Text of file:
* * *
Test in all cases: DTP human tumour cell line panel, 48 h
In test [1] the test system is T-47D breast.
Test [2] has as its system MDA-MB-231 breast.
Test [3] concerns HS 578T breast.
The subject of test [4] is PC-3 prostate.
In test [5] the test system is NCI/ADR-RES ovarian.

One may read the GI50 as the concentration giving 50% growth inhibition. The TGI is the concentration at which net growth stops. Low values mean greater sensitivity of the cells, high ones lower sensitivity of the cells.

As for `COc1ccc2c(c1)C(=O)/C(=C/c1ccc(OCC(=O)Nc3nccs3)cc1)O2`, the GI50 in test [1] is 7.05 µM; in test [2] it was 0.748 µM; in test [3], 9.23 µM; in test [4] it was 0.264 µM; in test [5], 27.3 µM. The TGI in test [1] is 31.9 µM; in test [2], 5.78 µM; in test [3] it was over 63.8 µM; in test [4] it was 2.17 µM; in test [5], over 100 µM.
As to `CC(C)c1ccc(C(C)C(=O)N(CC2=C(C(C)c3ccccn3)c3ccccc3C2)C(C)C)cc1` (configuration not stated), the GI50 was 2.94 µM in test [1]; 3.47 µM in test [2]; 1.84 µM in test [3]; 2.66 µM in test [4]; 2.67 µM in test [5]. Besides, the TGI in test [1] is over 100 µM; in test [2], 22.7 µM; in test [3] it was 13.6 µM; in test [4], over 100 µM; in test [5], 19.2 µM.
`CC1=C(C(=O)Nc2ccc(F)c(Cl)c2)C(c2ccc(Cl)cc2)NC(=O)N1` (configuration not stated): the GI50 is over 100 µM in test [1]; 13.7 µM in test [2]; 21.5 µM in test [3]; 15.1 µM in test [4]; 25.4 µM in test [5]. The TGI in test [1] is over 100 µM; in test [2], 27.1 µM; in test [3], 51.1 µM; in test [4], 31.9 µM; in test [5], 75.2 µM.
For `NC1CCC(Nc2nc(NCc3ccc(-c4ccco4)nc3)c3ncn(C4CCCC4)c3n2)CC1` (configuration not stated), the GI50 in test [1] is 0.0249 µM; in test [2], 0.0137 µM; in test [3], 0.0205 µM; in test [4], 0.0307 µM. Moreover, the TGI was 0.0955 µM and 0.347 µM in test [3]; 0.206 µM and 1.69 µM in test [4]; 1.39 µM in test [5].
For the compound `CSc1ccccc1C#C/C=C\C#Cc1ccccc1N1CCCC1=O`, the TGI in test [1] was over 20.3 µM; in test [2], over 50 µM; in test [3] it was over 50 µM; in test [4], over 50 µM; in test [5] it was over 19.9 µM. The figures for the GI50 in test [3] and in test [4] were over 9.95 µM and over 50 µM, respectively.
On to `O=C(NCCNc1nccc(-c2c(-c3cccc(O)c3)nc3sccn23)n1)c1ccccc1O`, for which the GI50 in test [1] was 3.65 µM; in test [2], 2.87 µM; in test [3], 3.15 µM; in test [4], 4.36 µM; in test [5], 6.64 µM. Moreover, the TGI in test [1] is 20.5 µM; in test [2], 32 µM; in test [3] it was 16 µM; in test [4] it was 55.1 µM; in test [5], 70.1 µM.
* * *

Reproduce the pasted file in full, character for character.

Test in all cases: DTP human tumour cell line panel, 48 h
In test [1] the test system is T-47D breast.
Test [2] has as its system MDA-MB-231 breast.
Test [3] concerns HS 578T breast.
The subject of test [4] is PC-3 prostate.
In test [5] the test system is NCI/ADR-RES ovarian.

One may read the GI50 as the concentration giving 50% growth inhibition. The TGI is the concentration at which net growth stops. Low values mean greater sensitivity of the cells, high ones lower sensitivity of the cells.

As for `COc1ccc2c(c1)C(=O)/C(=C/c1ccc(OCC(=O)Nc3nccs3)cc1)O2`, the GI50 in test [1] is 7.05 µM; in test [2] it was 0.748 µM; in test [3], 9.23 µM; in test [4] it was 0.264 µM; in test [5], 27.3 µM. The TGI in test [1] is 31.9 µM; in test [2], 5.78 µM; in test [3] it was over 63.8 µM; in test [4] it was 2.17 µM; in test [5], over 100 µM.
As to `CC(C)c1ccc(C(C)C(=O)N(CC2=C(C(C)c3ccccn3)c3ccccc3C2)C(C)C)cc1` (configuration not stated), the GI50 was 2.94 µM in test [1]; 3.47 µM in test [2]; 1.84 µM in test [3]; 2.66 µM in test [4]; 2.67 µM in test [5]. Besides, the TGI in test [1] is over 100 µM; in test [2], 22.7 µM; in test [3] it was 13.6 µM; in test [4], over 100 µM; in test [5], 19.2 µM.
`CC1=C(C(=O)Nc2ccc(F)c(Cl)c2)C(c2ccc(Cl)cc2)NC(=O)N1` (configuration not stated): the GI50 is over 100 µM in test [1]; 13.7 µM in test [2]; 21.5 µM in test [3]; 15.1 µM in test [4]; 25.4 µM in test [5]. The TGI in test [1] is over 100 µM; in test [2], 27.1 µM; in test [3], 51.1 µM; in test [4], 31.9 µM; in test [5], 75.2 µM.
For `NC1CCC(Nc2nc(NCc3ccc(-c4ccco4)nc3)c3ncn(C4CCCC4)c3n2)CC1` (configuration not stated), the GI50 in test [1] is 0.0249 µM; in test [2], 0.0137 µM; in test [3], 0.0205 µM; in test [4], 0.0307 µM. Moreover, the TGI was 0.0955 µM and 0.347 µM in test [3]; 0.206 µM and 1.69 µM in test [4]; 1.39 µM in test [5].
For the compound `CSc1ccccc1C#C/C=C\C#Cc1ccccc1N1CCCC1=O`, the TGI in test [1] was over 20.3 µM; in test [2], over 50 µM; in test [3] it was over 50 µM; in test [4], over 50 µM; in test [5] it was over 19.9 µM. The figures for the GI50 in test [3] and in test [4] were over 9.95 µM and over 50 µM, respectively.
On to `O=C(NCCNc1nccc(-c2c(-c3cccc(O)c3)nc3sccn23)n1)c1ccccc1O`, for which the GI50 in test [1] was 3.65 µM; in test [2], 2.87 µM; in test [3], 3.15 µM; in test [4], 4.36 µM; in test [5], 6.64 µM. Moreover, the TGI in test [1] is 20.5 µM; in test [2], 32 µM; in test [3] it was 16 µM; in test [4] it was 55.1 µM; in test [5], 70.1 µM.